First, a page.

We study mineralized tissues in relation to organismal development and life history in environmental context
345 East 24th Street, Room 817-S
Lab: +1 212-998-9573 / 9635
Following an undergraduate degree at the California State University at Sonoma in Anthropology, Biology, and Geology, Timothy G. Bromage obtained his MA and then in 1986 his PhD in Biological Anthropology from the University of Toronto. The later years of his PhD program were completed in the Department of Anatomy and Embryology, University College London. Tim was awarded a NATO Postdoctoral Fellowship in 1987 for bone research at the Royal Veterinary College, London, and in 1988 was appointed as a Postdoctoral Research Fellow in the Department of Child Dental Health, London Hospital Medical College, University of London. In 1989 he took a position in the Department of Anthropology, Hunter College, City University of New York, where he remained for 15 years. There he developed the first fully digital microscopy facility in the United States, and together with his preparation laboratory, created the Hard Tissue Research Unit (HTRU). In 2004 Tim moved the HTRU to the NYU College of Dentistry.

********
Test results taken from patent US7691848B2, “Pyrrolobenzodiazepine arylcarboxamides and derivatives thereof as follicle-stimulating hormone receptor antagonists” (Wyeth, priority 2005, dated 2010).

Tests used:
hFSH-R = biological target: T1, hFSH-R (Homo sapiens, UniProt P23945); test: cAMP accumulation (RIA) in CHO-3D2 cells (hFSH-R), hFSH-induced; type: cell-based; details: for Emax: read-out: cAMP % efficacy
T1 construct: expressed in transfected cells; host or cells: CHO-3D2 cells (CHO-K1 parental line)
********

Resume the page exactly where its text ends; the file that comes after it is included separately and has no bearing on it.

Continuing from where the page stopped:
Primary foci of research in the HTRU relate to bone and tooth biology with emphases on organismal development and life history, as well as for what “signals” exist in these tissues of variability in the external environment. His research has been reported in >200 papers and cited more than 5,600 times. He holds two patents from NYU, for a portable confocal microscope and for a method for simultaneously determining the absolute concentrations of 71 elements in seconds from aqueous solutions. His funding has largely come from the NIH, NSF, the Max Planck Society and the Alexander von Humboldt Foundation, and the United Nations Development Program. Tim’s contributions to science have been recognized by awards including: the Max Planck Prize (Life Science), Omicron Kappa Upsilon inductee of the National Dental Honor Society, Phi Beta Kappa Visiting Scholar, and elected to Fellow of the American Association for the Advancement of Science.